In addition to ensuring that management is thoroughly investigated, a third party that possesses among its talents firsthand deal experience and competitive intelligence capabilities can supplement a deal team’s effort and add value in a number of ways at little or no additional expense (and in almost all cases the cost is passed along to the investee). Besides providing an objective presentation of factual data, a third party with deal experience can effectively highlight key information that can assist the deal team in formulating opinions concerning management’s strengths and any “gaps” that may exist. Additionally, as part of the investigative process, the “outward-looking” component of background checking (e.g. selected reference checks/interviews) performed by a deal-savvy third party with “CI” expertise can glean useful information concerning a company’s strengths, weaknesses, opportunities, and threats that can be passed along to the deal team as well.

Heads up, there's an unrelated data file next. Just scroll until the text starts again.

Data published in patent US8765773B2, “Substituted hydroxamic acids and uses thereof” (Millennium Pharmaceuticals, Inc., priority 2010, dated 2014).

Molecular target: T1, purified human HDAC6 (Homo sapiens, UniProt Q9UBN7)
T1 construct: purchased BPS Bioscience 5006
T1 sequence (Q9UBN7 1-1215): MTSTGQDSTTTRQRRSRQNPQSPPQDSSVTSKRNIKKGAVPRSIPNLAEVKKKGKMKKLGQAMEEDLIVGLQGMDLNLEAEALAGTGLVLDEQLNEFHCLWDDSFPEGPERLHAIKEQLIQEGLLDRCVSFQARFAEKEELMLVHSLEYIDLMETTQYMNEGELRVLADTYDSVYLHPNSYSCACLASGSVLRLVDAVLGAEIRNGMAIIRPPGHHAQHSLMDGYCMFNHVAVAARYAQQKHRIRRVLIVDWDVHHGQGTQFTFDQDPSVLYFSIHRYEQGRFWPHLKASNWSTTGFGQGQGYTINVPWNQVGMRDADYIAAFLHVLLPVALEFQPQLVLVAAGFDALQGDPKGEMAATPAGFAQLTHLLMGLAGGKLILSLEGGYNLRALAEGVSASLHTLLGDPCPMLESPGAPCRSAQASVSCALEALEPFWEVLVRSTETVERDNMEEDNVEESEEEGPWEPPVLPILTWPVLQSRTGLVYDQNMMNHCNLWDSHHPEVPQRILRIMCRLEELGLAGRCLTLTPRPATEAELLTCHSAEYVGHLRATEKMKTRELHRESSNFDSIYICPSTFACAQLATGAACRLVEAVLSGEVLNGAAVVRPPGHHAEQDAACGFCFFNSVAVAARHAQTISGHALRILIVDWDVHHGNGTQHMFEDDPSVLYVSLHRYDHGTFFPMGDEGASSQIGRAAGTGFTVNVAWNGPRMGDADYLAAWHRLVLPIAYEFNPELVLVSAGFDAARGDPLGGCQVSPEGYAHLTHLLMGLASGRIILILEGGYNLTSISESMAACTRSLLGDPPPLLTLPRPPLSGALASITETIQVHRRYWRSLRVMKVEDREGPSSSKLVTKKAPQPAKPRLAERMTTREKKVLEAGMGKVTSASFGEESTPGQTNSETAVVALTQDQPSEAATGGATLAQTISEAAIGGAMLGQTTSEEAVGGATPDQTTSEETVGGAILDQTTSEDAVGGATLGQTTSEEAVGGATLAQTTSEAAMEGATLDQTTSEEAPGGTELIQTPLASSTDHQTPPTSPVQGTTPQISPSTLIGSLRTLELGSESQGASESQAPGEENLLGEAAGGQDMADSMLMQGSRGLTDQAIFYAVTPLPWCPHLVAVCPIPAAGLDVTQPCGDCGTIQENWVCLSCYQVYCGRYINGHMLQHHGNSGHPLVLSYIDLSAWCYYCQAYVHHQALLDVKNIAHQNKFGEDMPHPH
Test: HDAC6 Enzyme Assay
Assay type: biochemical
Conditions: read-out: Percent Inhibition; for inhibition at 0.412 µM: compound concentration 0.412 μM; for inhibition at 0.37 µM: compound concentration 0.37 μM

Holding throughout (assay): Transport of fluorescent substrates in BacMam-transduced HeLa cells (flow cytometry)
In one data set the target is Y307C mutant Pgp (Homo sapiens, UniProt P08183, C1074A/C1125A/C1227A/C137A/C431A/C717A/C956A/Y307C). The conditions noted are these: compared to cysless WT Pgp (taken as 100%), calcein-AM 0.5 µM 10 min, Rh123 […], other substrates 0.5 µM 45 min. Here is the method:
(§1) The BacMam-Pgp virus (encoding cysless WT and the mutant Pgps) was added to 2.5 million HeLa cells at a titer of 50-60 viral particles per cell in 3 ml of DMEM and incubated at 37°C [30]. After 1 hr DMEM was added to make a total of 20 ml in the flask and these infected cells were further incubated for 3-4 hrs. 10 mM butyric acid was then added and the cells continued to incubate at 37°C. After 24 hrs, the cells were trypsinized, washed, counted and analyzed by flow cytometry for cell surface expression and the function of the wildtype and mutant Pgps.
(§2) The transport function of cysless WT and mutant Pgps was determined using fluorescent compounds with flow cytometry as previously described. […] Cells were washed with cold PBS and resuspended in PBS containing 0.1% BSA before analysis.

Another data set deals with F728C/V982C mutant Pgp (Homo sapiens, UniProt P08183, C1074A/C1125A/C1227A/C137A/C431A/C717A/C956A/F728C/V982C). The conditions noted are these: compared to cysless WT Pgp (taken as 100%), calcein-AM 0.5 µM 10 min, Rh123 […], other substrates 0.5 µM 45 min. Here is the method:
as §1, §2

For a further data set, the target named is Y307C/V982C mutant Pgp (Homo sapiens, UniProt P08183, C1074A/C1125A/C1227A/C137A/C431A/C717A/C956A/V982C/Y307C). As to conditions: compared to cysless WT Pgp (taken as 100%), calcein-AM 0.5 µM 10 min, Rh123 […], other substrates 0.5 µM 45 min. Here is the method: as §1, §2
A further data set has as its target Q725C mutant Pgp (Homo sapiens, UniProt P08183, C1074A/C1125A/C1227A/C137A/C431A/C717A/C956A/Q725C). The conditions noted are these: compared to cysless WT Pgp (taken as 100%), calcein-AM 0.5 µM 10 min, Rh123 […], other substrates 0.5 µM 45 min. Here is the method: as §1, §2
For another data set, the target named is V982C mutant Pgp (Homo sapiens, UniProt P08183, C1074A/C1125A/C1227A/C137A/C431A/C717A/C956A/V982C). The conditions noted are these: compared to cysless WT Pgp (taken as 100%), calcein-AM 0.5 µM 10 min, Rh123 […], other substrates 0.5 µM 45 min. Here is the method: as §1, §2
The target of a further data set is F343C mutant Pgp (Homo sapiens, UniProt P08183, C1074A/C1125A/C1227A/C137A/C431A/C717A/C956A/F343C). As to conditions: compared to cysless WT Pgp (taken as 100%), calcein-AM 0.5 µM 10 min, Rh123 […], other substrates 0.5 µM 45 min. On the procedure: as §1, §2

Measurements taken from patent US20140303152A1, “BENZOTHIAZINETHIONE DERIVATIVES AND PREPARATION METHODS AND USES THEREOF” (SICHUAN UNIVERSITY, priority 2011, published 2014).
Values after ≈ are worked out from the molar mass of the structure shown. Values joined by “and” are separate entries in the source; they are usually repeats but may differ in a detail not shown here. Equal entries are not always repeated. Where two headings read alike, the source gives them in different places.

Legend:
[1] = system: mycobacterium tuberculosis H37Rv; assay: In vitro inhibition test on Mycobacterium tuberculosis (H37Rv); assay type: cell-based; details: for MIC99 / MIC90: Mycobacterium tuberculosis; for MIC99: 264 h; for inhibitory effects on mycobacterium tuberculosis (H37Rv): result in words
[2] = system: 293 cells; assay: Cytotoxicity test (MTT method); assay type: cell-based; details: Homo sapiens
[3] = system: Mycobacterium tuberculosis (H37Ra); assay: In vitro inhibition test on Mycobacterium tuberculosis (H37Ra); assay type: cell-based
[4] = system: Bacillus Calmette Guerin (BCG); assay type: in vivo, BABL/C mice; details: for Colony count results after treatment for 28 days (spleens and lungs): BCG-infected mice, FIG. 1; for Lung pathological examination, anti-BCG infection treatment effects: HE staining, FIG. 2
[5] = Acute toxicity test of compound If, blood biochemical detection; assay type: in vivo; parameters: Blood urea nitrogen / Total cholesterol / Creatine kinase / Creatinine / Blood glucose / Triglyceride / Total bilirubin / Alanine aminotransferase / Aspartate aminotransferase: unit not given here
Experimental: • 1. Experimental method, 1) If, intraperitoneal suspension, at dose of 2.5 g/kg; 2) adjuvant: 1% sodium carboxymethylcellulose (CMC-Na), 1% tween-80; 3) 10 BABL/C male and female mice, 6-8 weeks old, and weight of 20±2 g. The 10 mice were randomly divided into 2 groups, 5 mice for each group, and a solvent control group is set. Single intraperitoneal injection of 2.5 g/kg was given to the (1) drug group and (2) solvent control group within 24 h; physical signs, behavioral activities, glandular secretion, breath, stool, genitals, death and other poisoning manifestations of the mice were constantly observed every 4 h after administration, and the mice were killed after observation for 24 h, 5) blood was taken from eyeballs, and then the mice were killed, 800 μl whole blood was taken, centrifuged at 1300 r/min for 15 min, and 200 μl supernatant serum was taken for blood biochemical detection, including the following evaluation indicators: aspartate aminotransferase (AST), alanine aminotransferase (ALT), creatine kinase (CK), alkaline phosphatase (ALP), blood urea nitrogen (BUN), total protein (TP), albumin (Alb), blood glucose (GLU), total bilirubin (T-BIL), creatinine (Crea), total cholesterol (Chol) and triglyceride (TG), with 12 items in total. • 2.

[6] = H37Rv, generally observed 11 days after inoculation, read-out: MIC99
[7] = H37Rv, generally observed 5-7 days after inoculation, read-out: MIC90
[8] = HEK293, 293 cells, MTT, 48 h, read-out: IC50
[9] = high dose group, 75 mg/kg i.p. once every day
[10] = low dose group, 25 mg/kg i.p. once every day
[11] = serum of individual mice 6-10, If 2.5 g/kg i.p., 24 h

Third party management due diligence is on a rapid upswing. Not only investors, but also professional service providers such as law firms and accounting firms, as well as investment managers, particularly hedge “fund of fund” managers, are getting back to basics and then some as investment stakes are higher today than ever before. Even limited partners have “raised the bar” on general partner background checks, and are now mandating that the general partner employ the same due diligence standards in its management due diligence for direct investments.
The cost/benefit equation that has recently swung back in favor of third parties who can objectively provide complete and accurate factual data on management is even more compelling when the third-party provider has a deal experience/competitive intelligence pedigree and can be sensitive to deal timing and other deal dynamics in addition to offering additional insight into factors effecting the company and its competitive landscape. Ongoing due diligence conducted by such a third party is more important than ever and can provide “portfolio insurance” as well as other value-added benefits over the life of the deal.